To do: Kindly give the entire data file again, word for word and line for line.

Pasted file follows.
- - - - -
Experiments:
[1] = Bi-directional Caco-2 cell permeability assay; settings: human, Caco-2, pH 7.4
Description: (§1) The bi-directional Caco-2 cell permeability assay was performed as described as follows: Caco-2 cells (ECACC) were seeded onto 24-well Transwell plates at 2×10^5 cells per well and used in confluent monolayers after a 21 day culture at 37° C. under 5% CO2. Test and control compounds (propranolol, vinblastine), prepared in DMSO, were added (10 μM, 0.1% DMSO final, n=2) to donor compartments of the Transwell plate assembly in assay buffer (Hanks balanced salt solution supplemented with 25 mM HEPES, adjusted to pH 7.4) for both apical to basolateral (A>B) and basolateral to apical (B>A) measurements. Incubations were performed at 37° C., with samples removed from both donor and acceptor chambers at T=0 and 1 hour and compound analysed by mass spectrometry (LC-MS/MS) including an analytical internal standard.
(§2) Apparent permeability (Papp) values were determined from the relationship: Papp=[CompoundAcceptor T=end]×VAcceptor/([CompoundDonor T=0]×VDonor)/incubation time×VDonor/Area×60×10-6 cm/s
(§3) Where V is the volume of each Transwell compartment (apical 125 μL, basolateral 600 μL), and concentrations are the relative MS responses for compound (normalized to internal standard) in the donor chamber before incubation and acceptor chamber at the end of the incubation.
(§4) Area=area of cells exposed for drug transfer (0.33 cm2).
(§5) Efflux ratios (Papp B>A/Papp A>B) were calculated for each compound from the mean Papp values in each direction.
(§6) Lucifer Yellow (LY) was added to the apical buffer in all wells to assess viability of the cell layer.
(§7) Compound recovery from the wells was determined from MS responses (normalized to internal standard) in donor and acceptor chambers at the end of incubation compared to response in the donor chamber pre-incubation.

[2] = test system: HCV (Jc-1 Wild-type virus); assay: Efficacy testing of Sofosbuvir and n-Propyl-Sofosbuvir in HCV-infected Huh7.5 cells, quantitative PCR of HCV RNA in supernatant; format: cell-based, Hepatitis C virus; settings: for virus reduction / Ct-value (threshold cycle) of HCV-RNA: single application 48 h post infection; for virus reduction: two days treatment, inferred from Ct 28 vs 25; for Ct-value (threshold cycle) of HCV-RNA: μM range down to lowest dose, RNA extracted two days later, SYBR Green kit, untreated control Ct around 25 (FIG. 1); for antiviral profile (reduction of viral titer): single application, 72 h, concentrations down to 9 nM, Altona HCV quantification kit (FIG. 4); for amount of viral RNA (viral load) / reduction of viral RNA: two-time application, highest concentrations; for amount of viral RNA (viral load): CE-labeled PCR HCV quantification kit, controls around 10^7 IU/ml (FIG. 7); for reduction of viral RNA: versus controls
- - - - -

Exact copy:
Experiments:
[1] = Bi-directional Caco-2 cell permeability assay; settings: human, Caco-2, pH 7.4
Description: (§1) The bi-directional Caco-2 cell permeability assay was performed as described as follows: Caco-2 cells (ECACC) were seeded onto 24-well Transwell plates at 2×10^5 cells per well and used in confluent monolayers after a 21 day culture at 37° C. under 5% CO2. Test and control compounds (propranolol, vinblastine), prepared in DMSO, were added (10 μM, 0.1% DMSO final, n=2) to donor compartments of the Transwell plate assembly in assay buffer (Hanks balanced salt solution supplemented with 25 mM HEPES, adjusted to pH 7.4) for both apical to basolateral (A>B) and basolateral to apical (B>A) measurements. Incubations were performed at 37° C., with samples removed from both donor and acceptor chambers at T=0 and 1 hour and compound analysed by mass spectrometry (LC-MS/MS) including an analytical internal standard.
(§2) Apparent permeability (Papp) values were determined from the relationship: Papp=[CompoundAcceptor T=end]×VAcceptor/([CompoundDonor T=0]×VDonor)/incubation time×VDonor/Area×60×10-6 cm/s
(§3) Where V is the volume of each Transwell compartment (apical 125 μL, basolateral 600 μL), and concentrations are the relative MS responses for compound (normalized to internal standard) in the donor chamber before incubation and acceptor chamber at the end of the incubation.
(§4) Area=area of cells exposed for drug transfer (0.33 cm2).
(§5) Efflux ratios (Papp B>A/Papp A>B) were calculated for each compound from the mean Papp values in each direction.
(§6) Lucifer Yellow (LY) was added to the apical buffer in all wells to assess viability of the cell layer.
(§7) Compound recovery from the wells was determined from MS responses (normalized to internal standard) in donor and acceptor chambers at the end of incubation compared to response in the donor chamber pre-incubation.

[2] = test system: HCV (Jc-1 Wild-type virus); assay: Efficacy testing of Sofosbuvir and n-Propyl-Sofosbuvir in HCV-infected Huh7.5 cells, quantitative PCR of HCV RNA in supernatant; format: cell-based, Hepatitis C virus; settings: for virus reduction / Ct-value (threshold cycle) of HCV-RNA: single application 48 h post infection; for virus reduction: two days treatment, inferred from Ct 28 vs 25; for Ct-value (threshold cycle) of HCV-RNA: μM range down to lowest dose, RNA extracted two days later, SYBR Green kit, untreated control Ct around 25 (FIG. 1); for antiviral profile (reduction of viral titer): single application, 72 h, concentrations down to 9 nM, Altona HCV quantification kit (FIG. 4); for amount of viral RNA (viral load) / reduction of viral RNA: two-time application, highest concentrations; for amount of viral RNA (viral load): CE-labeled PCR HCV quantification kit, controls around 10^7 IU/ml (FIG. 7); for reduction of viral RNA: versus controls